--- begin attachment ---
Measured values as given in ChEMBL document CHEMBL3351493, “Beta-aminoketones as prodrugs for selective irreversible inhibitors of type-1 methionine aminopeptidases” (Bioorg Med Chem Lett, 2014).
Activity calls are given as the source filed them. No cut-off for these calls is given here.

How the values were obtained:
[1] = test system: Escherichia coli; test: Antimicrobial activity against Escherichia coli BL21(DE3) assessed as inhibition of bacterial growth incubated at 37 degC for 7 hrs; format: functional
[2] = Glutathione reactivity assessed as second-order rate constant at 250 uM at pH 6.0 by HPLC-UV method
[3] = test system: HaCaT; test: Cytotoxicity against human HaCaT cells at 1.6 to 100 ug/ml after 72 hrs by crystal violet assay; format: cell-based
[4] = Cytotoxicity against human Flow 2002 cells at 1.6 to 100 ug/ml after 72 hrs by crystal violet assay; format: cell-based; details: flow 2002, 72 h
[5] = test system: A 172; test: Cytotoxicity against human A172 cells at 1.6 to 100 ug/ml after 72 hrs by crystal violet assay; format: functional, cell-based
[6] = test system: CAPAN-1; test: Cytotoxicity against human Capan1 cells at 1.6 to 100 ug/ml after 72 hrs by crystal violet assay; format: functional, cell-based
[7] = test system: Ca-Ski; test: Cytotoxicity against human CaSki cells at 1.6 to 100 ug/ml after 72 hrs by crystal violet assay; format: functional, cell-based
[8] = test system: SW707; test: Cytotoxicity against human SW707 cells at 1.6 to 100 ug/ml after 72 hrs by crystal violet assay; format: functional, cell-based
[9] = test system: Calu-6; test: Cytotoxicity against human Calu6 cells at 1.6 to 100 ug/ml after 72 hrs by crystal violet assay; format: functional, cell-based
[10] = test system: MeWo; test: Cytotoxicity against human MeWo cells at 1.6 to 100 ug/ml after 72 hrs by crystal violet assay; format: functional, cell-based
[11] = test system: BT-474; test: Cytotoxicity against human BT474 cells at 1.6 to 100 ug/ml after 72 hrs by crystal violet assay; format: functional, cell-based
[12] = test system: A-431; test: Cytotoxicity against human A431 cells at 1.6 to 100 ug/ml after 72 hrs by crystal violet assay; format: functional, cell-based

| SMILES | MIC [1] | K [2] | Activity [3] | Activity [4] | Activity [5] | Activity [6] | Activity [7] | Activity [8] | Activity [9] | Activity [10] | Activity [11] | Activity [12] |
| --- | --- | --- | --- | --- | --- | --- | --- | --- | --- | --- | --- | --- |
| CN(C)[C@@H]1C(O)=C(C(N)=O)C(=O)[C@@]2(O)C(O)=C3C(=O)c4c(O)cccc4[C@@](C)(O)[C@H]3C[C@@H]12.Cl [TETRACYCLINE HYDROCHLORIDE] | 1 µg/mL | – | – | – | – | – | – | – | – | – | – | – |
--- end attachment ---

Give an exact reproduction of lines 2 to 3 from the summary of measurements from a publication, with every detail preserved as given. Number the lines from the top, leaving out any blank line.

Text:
Activity calls are given as the source filed them. No cut-off for these calls is given here.

How the values were obtained: